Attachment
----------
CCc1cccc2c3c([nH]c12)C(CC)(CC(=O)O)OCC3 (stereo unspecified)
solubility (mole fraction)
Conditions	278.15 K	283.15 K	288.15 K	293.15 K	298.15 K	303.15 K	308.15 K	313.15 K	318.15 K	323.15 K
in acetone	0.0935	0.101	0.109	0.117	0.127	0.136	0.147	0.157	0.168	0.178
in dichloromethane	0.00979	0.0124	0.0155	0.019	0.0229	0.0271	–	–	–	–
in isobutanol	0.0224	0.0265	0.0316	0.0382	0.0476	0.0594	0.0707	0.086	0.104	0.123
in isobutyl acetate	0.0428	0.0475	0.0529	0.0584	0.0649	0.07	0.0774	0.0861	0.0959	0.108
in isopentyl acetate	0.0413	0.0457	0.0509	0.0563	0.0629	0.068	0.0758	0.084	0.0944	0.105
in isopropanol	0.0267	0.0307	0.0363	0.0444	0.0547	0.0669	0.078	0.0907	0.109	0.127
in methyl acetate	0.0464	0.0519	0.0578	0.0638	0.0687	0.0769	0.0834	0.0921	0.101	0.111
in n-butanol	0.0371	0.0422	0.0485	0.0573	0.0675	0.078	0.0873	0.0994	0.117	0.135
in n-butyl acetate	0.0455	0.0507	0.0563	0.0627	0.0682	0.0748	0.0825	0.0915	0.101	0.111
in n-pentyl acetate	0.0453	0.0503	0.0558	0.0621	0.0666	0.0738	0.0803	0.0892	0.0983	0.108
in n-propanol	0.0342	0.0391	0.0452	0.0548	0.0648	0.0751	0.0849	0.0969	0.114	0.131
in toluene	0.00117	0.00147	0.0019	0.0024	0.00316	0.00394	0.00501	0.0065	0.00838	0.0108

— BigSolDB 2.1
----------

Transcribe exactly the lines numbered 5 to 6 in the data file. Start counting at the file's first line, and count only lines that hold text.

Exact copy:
in dichloromethane	0.00979	0.0124	0.0155	0.019	0.0229	0.0271	–	–	–	–
in isobutanol	0.0224	0.0265	0.0316	0.0382	0.0476	0.0594	0.0707	0.086	0.104	0.123